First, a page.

Traditionally, Australia Day is a day to celebrate the nation’s numerous achievements and successes, both culturally and economically. But it also has been a source of deep division between Indigenous Australians and non-Indigenous Australians. With this in mind, it’s important to ask the question every year of whether Australia Day actually brings people together.
The 26th of January marks the anniversary of the arrival of the First Fleet to Sydney Cove in 1788, which many interpret as when the British began colonising Australia. While this event is celebrated around the country, it brings up many painful memories for Indigenous Australians who were dispossessed of their land and subjected to centuries of oppression. For them, this day is not a cause for celebration but rather a reminder of the trauma suffered by their ancestors at the hands of British colonialists.
The debate over Australia Day has been raging for decades, with the discussion of whether it should remain a national holiday or be moved to another date among those who would like to see it changed. There are many pros and cons associated with either decision, but it continues to polarise Australians on an emotional level.
At its core, this debate is about the values and identity of the nation, and whether Australia Day should be used to celebrate those values or to recognise and acknowledge the pain suffered by Indigenous Australians. While supporters of keeping 26 January as a national holiday argue that it celebrates our culture and history, critics note that it does not represent everyone’s view of Australia.
Pros and Cons of Australia Day
Let’s explore the pros and cons of Australia Day:
- Australia Day is a day to celebrate the nation’s culture, history and achievements. It can bring Australians together in pride and appreciation of what it means to be an Australian.
- It offers the opportunity for people from different backgrounds to come together in harmony, regardless of ethnicity or religion.
- It can be an opportunity for us to celebrate our unique identity and diversity, with celebrations including the flying of flags and parades.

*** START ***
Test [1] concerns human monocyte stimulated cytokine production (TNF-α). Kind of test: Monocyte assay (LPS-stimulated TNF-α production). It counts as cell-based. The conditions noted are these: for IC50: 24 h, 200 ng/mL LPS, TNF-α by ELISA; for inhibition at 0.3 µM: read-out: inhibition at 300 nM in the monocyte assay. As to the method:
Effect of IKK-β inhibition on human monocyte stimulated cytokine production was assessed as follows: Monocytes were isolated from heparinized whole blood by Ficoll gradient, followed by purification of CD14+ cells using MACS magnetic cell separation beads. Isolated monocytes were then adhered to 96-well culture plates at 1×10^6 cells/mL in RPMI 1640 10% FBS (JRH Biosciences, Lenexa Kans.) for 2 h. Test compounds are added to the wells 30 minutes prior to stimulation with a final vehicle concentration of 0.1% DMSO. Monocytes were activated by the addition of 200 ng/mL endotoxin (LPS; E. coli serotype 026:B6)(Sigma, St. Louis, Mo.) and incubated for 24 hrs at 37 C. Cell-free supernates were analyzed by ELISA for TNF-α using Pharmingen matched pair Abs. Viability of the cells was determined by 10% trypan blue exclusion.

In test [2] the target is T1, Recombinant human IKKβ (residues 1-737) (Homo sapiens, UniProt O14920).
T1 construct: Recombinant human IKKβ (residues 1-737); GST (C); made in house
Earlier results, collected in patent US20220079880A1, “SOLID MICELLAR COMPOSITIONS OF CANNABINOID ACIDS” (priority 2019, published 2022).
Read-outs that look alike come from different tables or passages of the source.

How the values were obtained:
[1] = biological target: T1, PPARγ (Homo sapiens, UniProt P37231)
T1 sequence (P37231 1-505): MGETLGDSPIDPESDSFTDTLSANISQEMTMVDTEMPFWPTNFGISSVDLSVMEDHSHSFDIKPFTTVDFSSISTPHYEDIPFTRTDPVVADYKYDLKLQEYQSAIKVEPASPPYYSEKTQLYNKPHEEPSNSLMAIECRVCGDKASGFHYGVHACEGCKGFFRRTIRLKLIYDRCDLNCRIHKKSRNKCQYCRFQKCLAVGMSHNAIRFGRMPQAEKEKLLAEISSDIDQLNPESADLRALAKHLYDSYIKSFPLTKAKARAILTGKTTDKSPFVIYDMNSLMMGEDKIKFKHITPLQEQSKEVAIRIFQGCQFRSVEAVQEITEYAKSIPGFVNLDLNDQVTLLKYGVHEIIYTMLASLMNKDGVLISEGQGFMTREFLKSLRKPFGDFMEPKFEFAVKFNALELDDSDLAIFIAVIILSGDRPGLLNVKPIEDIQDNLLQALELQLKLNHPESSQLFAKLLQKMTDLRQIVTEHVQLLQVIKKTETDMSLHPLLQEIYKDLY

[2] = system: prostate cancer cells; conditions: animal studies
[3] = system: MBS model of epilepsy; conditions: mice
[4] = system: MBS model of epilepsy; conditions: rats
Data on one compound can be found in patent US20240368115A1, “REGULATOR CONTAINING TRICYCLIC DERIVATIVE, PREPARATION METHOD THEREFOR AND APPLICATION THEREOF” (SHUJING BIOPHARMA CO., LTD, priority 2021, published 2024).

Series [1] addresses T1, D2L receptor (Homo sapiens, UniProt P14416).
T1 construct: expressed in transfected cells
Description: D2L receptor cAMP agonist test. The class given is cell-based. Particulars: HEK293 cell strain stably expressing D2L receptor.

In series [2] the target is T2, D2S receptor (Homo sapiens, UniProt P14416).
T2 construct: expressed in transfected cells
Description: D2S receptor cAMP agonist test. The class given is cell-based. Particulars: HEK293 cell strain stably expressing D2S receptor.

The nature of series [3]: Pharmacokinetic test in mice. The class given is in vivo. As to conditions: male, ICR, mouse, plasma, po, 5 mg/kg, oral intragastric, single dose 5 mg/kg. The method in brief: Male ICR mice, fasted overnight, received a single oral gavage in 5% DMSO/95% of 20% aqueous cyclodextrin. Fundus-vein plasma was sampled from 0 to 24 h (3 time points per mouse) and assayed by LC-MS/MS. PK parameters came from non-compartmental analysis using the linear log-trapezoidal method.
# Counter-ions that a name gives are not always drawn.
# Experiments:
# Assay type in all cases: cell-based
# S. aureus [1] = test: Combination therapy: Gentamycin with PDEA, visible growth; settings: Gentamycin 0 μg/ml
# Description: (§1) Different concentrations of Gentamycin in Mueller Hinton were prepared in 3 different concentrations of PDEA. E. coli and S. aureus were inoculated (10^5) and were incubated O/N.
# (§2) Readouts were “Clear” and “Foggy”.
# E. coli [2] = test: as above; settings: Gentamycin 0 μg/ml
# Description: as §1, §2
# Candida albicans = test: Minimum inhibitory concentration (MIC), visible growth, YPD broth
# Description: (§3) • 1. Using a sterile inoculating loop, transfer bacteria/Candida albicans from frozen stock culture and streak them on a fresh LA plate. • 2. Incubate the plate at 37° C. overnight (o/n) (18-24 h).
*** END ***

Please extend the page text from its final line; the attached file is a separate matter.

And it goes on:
- For some Indigenous Australians, celebrating Australia Day on 26 January marks the anniversary of invasion and dispossession.
- Some argue that Australia Day fails to celebrate the true spirit of ‘Australianness’, focusing instead on a historical narrative that glosses over some of the darker aspects of Australia’s history.
- Some people find public displays of patriotism or nationalism uncomfortable and off-putting.
As Australians, we need to celebrate every member of society, no matter their background, religion or cultural origin. We should strive to make the day feel inclusive and create a sense of belonging for everyone in our community. Australia Day is an opportunity to reflect on our nation’s past and present, celebrate its diversity and progress, as well as remember and honour those who fought for us to be here today. Sadly, some feel that the day isn’t inclusive in its current guise.
With various Online Learning Resources, it’s important to learn more and teach children about the diversity of Australian history, while looking ahead to the future. Through education, we can help foster respect and understanding among Australians regardless of background or identity – bringing us all together in celebration of Australia Day.
By striving for greater inclusion and ensuring that everyone is represented in our national celebrations, we can create a day that allows all Australians to celebrate. Do you believe that the date should change? What is the solution?